ERIC Number: EJ792949
Record Type: Journal
Publication Date: 2007
Reference Count: 0
"I Don't Get It"
Lipson, Marjorie Y.
Instructor, v117 n2 p37-39 Sep-Oct 2007
It is easy for intermediate students to get the wrong ideas about the purpose of reading. Educators pay so much attention to decoding and fluency in the early years that children sometimes come to believe that flawless and rapid word recognition is the point. As texts get more demanding or unfamiliar, some of the "good readers" in classes begin to struggle, because they are not sufficiently engaged in constructing meaning. Lack of both engagement and intentional effort is a deadly combination, which makes it impossible for many students to be independent during reading. Thankfully, teaching comprehension is one of the most rewarding aspects of working with students in the intermediate grades. These students are capable of wonderful insights, terrific humor, and deep grief. They are also hungry for interesting information. Educators can help them get the most out of their reading by teaching them how to comprehend--how to manage a poem versus a novel or a textbook, for example. In this article, the author answers teachers' toughest questions about how to approach comprehension with their students.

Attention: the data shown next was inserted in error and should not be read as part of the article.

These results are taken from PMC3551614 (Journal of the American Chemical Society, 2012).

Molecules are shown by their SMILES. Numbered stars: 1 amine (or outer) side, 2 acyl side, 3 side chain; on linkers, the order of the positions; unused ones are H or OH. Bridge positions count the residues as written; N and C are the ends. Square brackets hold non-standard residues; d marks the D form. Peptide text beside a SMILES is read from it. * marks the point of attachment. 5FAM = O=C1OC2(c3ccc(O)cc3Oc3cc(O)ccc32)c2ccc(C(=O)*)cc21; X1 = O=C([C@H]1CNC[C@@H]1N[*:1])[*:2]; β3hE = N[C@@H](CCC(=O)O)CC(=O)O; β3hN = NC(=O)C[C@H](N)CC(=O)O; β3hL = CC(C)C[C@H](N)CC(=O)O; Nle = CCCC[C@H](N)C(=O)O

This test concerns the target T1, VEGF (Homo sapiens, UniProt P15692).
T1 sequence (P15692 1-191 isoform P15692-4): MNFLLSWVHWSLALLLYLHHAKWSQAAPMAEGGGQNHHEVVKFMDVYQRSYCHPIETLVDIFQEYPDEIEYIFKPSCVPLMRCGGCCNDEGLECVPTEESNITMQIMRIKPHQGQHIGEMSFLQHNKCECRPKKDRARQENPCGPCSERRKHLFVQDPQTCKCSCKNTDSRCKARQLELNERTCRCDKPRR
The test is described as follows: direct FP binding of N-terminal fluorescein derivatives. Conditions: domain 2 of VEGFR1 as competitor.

Descriptors: Word Recognition, Intermediate Grades, Reading Instruction, Reading Comprehension, Grade 6, Prior Learning, Reading Strategies, Reading Teachers, Teaching Methods
Scholastic. 557 Broadway, New York, NY 10012. Tel: 800-724-6527; Tel: 866-436-2455; Web site: http://teacher.scholastic.com/products/instructor/subscribe.asp
Publication Type: Journal Articles; Reports - Descriptive
Education Level: Elementary Education; Grade 6
Authoring Institution: N/A